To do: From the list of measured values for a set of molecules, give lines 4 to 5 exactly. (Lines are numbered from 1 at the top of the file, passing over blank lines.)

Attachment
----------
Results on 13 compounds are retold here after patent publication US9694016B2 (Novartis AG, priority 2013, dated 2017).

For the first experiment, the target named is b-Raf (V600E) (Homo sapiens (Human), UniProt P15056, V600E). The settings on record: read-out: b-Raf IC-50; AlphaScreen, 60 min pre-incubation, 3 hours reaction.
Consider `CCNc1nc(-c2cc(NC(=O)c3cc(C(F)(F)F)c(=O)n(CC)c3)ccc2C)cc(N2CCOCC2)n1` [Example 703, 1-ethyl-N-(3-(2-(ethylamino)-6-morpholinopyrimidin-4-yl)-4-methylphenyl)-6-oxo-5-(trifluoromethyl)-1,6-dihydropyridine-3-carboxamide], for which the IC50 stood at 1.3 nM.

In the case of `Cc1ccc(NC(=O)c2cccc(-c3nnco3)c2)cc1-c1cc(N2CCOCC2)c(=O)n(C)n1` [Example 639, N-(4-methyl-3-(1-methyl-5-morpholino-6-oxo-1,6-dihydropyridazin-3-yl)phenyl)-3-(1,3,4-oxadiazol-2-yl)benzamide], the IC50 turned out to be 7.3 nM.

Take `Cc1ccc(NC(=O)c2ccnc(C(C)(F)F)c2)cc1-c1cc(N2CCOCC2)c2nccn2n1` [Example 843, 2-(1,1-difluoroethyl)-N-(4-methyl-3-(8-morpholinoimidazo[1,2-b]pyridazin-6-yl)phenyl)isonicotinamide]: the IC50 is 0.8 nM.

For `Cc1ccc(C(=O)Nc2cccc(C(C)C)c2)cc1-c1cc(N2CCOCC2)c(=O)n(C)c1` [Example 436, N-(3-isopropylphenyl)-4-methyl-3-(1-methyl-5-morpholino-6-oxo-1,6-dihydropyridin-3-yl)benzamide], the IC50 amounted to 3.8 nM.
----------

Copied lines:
In the case of `Cc1ccc(NC(=O)c2cccc(-c3nnco3)c2)cc1-c1cc(N2CCOCC2)c(=O)n(C)n1` [Example 639, N-(4-methyl-3-(1-methyl-5-morpholino-6-oxo-1,6-dihydropyridazin-3-yl)phenyl)-3-(1,3,4-oxadiazol-2-yl)benzamide], the IC50 turned out to be 7.3 nM.

Take `Cc1ccc(NC(=O)c2ccnc(C(C)(F)F)c2)cc1-c1cc(N2CCOCC2)c2nccn2n1` [Example 843, 2-(1,1-difluoroethyl)-N-(4-methyl-3-(8-morpholinoimidazo[1,2-b]pyridazin-6-yl)phenyl)isonicotinamide]: the IC50 is 0.8 nM.